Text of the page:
May 14 2010 VANCOUVER - Canada's western justice ministers are concerned changes proposed to the Youth Criminal Justice Act could endanger the public.
Justice ministers from the four western provinces wrapped up a two-day meeting in Vancouver on Friday talking about youth crime, organized crime and how to nudge the federal government to make further legal changes.
The federal government is in the middle of amending the Youth Criminal Justice Act and the justice ministers want to make sure their criticisms are heard.
Host Attorney General Mike de Jong said the changes could make it almost impossible to keep a youth in custody "even in circumstances where it would seem abundantly clear that maintaining them in custody is necessary both to protect the public and ensure their attendance in court."
De Jong said the ministers are also concerned about the sentencing threshold the act would place on courts.
"There are times, we believe as the four western provinces, when it is necessary for a young offender to be subjected to the full sanction of the adult sentencing provisions."
Given the proposals they've seen so far, de Jong said it may be difficult and perhaps impossible for a court to hand down an adult sentence to a youth.
De Jong said he, along with Alberta Attorney General Alison Redford, Alberta Solicitor General Frank Oberle, Saskatchewan Justice Minister Yogi Huyghebaert and Manitoba Justice Minister Andrew Swan, plan to go as one voice to the federal government to relay their concerns.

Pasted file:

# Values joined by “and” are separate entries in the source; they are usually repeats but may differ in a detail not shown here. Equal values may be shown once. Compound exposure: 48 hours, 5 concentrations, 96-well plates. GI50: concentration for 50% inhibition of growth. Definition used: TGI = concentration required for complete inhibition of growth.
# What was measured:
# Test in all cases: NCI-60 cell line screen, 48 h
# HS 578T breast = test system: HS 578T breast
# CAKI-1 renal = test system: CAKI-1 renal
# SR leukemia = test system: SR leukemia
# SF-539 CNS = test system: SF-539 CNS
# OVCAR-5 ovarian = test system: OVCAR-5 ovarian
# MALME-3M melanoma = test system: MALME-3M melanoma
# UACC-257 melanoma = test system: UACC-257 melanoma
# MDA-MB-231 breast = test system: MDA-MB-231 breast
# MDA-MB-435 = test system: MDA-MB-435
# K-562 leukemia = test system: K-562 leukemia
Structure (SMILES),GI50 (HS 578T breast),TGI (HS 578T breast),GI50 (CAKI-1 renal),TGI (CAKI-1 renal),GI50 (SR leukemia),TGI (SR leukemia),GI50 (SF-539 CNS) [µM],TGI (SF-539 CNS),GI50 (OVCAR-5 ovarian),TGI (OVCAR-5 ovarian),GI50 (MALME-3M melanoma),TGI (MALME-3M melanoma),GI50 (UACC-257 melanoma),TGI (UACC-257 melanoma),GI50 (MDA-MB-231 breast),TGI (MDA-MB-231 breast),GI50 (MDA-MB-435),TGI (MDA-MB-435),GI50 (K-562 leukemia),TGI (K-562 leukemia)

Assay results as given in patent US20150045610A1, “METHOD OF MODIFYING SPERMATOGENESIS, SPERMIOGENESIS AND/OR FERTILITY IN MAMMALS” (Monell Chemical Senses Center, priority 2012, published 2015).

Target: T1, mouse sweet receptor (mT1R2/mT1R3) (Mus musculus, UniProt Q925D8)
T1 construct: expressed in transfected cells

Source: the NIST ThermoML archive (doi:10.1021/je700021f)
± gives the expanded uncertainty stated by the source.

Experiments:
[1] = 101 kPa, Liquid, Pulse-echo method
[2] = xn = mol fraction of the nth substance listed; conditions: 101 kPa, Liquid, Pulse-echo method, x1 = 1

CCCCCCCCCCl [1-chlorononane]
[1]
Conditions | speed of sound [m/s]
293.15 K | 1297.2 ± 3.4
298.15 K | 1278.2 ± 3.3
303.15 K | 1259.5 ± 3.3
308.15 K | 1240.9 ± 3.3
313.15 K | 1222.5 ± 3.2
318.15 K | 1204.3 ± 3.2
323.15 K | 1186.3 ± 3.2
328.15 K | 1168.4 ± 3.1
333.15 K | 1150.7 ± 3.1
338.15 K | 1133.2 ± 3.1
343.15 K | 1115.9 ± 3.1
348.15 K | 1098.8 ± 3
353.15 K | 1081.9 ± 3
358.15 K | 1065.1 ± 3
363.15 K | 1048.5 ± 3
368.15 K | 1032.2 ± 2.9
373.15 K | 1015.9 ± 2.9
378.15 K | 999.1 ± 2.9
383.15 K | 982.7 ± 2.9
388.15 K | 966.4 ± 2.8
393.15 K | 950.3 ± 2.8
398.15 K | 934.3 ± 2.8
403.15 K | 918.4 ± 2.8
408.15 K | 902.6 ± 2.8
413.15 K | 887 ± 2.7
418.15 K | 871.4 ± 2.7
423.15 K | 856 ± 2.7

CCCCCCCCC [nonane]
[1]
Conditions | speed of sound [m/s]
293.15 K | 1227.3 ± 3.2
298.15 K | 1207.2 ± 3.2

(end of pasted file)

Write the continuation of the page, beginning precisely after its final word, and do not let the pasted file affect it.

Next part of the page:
Another central focus of the meeting was organized crime.
Swan told the media at the end of the gathering that public safety isn't a partisan issue, and they all worked together sharing ways to create a "hostile environment" for organized crime.
"By attacking its financial roots, by finding more things we can do within our own control," he said.
Redford said she's pleased to see the federal government moving quickly on bail reform for gang members.
"There is no doubt that as western ministers, we've spent a fair amount of time talking about our approaches to organized crime and to gangs. We've taken a multi-pronged approach."
Also on the ministers' wish list from the federal government is improved wiretap and lawful-access legislation that would bring the law into this century and encompass technologies such as cellular phones.
The ministers say those changes are essential to investigating organized crime and other serious and violent offences.
h1. EXECUTIVE DIGEST
h2. May 13 2010
WHITEHORSE - A civil lawsuit against the Mounties has prompted the RCMP’s top cop in the Yukon to say a policing review in the territory could make a difference for people such as a First Nations man who died in police custody. Page 2
h2. May 14 2010
VANCOUVER - The first person convicted under Canada’s law against fundraising for a terrorist group has been sentenced to six months in jail. Page 3
h2. May 15 2010
EDMONTON - An impending Alberta law cracking down on body armour will be a toothless paper tiger when it goes hunting in the Internet jungle, predicts one distributor. Page 4
h2. May 17 2010
REGINA - Saskatchewan police who may prick their hands on a needle while patting down a suspect can now find out if the person has a disease. Page 5
h2. May 18 2010
TORONTO - The Toronto Police Service on Monday unveiled a host of initiatives aimed at addressing potential bias in the force, including human-rights training for all members and a revamp of the process for dealing with humanrights complaints. Page 6
h2. May 20 2010
OTTAWA - Police detectives investigating the brazen firebombing of an Ottawa bank are closing in on suspects who call themselves FFFC-Ottawa and expect to file search warrants in a case that has drawn global headlines, The Ottawa Citizen has learned. Page 7